We also considered the extravesical approach for LESS repair of VVF, according to Abdel-Karim et al. , but the abdominal access often requires extensive and time-consuming adhesiolysis, and, because we were familiar with different transvesical LESS procedures, we decided to use this approach in our patient.
After adequate dissection of the bladder from the vaginal wall, both openings of the fistula were closed with separate running V-Loc sutures, and a watertight closure was achieved. The advantages of our method are (i) the reduction of the number of ports, (ii) avoiding bivalving the bladder, and (iii) the possibility to use the transurethral access to facilitate intravesical dissection or suturing. The use of a barbed suture (V-Loc) also eliminates the need for tying knots and the number of instruments used. This also reduces the operative time.
The disadvantages are similar to those in other LESS procedures. This approach is probably not applicable for larger and complicated fistulae.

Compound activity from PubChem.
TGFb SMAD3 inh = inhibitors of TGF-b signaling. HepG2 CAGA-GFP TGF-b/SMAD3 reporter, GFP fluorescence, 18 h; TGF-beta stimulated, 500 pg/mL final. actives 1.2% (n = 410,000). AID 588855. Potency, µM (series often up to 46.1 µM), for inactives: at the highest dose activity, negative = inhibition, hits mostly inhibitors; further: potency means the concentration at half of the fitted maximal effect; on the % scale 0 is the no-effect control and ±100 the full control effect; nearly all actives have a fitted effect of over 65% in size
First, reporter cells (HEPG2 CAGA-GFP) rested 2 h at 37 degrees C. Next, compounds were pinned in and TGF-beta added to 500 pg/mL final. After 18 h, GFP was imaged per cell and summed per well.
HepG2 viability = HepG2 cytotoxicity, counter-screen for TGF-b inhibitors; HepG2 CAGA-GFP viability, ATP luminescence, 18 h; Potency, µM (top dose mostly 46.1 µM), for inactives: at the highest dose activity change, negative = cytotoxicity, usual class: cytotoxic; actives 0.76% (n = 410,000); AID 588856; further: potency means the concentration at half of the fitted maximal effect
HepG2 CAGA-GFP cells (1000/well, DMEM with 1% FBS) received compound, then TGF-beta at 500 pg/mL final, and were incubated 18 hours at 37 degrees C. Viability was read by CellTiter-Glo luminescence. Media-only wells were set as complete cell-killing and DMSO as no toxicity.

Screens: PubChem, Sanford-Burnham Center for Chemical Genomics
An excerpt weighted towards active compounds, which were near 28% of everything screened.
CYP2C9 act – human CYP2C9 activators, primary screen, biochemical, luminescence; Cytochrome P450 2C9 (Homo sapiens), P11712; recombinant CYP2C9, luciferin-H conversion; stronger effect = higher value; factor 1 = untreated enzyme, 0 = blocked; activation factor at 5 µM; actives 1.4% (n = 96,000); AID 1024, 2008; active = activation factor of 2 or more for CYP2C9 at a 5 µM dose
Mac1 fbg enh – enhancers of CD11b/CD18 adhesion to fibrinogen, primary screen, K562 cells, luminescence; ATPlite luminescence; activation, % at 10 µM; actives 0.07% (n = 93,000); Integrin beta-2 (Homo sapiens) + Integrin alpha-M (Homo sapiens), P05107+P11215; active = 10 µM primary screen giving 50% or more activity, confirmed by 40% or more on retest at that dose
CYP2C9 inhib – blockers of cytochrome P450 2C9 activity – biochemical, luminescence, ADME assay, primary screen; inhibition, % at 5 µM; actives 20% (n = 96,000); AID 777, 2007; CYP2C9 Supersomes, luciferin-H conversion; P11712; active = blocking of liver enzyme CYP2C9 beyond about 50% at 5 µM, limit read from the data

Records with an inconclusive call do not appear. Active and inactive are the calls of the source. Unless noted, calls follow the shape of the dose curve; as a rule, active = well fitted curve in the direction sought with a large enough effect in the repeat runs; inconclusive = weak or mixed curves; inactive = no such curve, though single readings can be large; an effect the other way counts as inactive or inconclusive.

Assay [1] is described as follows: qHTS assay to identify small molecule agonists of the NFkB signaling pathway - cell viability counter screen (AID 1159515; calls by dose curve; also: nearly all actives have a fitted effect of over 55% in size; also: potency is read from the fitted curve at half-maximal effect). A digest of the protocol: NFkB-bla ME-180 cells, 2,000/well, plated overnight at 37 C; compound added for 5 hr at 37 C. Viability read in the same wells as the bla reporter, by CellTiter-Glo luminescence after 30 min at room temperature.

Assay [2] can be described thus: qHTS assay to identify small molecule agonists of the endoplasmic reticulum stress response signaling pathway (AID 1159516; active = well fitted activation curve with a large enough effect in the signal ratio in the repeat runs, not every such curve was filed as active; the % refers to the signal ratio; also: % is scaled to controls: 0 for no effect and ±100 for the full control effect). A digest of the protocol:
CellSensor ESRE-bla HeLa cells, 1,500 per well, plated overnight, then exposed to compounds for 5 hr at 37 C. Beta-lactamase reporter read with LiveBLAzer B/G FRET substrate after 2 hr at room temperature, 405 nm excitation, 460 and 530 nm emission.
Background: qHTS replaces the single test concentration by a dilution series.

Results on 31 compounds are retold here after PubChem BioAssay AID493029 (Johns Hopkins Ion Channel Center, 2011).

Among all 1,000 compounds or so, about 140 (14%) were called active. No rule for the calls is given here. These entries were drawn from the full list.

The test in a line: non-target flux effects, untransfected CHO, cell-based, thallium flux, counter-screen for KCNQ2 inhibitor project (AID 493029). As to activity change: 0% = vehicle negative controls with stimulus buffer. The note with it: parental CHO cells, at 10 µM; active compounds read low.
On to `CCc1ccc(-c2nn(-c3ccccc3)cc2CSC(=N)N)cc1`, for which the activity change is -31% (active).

The authors realize that one case is insufficient to define more general conclusions. Nevertheless, based on our previous experience in the field on laparoscopy and transvesical laparoendoscopy, we find this approach to be a logical, minimally invasive, and simple access for either ablative or reconstructive procedures in the bladder.
Our positive experience in this approach shows that percutaneous transvesical LESS vesicovaginal fistula repair is a feasible, effective and safe procedure, but a larger number of patients is needed to thoroughly evaluate this treatment.